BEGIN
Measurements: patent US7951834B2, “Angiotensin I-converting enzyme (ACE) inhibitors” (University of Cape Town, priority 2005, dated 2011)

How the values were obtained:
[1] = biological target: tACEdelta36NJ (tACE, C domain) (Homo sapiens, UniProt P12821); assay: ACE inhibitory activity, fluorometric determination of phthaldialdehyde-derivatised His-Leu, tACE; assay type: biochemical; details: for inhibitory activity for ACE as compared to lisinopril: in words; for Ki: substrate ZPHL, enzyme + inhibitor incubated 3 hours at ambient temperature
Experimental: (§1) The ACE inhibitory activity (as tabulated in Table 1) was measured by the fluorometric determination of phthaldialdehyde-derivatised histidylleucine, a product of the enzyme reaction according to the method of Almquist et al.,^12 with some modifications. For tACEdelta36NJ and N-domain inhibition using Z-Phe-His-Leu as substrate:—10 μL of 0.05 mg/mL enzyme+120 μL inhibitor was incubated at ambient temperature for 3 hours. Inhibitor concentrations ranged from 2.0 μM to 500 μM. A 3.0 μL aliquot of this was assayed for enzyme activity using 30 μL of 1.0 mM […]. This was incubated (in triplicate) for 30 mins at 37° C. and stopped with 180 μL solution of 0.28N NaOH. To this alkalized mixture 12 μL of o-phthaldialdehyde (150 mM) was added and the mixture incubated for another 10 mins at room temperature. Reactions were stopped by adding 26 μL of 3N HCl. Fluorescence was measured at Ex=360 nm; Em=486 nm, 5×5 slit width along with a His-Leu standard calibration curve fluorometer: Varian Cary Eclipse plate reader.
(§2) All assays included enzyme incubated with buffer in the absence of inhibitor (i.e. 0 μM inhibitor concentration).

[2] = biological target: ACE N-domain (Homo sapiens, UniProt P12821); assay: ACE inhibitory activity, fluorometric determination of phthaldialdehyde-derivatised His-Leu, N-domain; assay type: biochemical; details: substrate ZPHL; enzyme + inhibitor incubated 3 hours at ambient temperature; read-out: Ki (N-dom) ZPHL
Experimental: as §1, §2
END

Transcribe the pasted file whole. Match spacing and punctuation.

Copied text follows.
Measurements: patent US7951834B2, “Angiotensin I-converting enzyme (ACE) inhibitors” (University of Cape Town, priority 2005, dated 2011)

How the values were obtained:
[1] = biological target: tACEdelta36NJ (tACE, C domain) (Homo sapiens, UniProt P12821); assay: ACE inhibitory activity, fluorometric determination of phthaldialdehyde-derivatised His-Leu, tACE; assay type: biochemical; details: for inhibitory activity for ACE as compared to lisinopril: in words; for Ki: substrate ZPHL, enzyme + inhibitor incubated 3 hours at ambient temperature
Experimental: (§1) The ACE inhibitory activity (as tabulated in Table 1) was measured by the fluorometric determination of phthaldialdehyde-derivatised histidylleucine, a product of the enzyme reaction according to the method of Almquist et al.,^12 with some modifications. For tACEdelta36NJ and N-domain inhibition using Z-Phe-His-Leu as substrate:—10 μL of 0.05 mg/mL enzyme+120 μL inhibitor was incubated at ambient temperature for 3 hours. Inhibitor concentrations ranged from 2.0 μM to 500 μM. A 3.0 μL aliquot of this was assayed for enzyme activity using 30 μL of 1.0 mM […]. This was incubated (in triplicate) for 30 mins at 37° C. and stopped with 180 μL solution of 0.28N NaOH. To this alkalized mixture 12 μL of o-phthaldialdehyde (150 mM) was added and the mixture incubated for another 10 mins at room temperature. Reactions were stopped by adding 26 μL of 3N HCl. Fluorescence was measured at Ex=360 nm; Em=486 nm, 5×5 slit width along with a His-Leu standard calibration curve fluorometer: Varian Cary Eclipse plate reader.
(§2) All assays included enzyme incubated with buffer in the absence of inhibitor (i.e. 0 μM inhibitor concentration).

[2] = biological target: ACE N-domain (Homo sapiens, UniProt P12821); assay: ACE inhibitory activity, fluorometric determination of phthaldialdehyde-derivatised His-Leu, N-domain; assay type: biochemical; details: substrate ZPHL; enzyme + inhibitor incubated 3 hours at ambient temperature; read-out: Ki (N-dom) ZPHL
Experimental: as §1, §2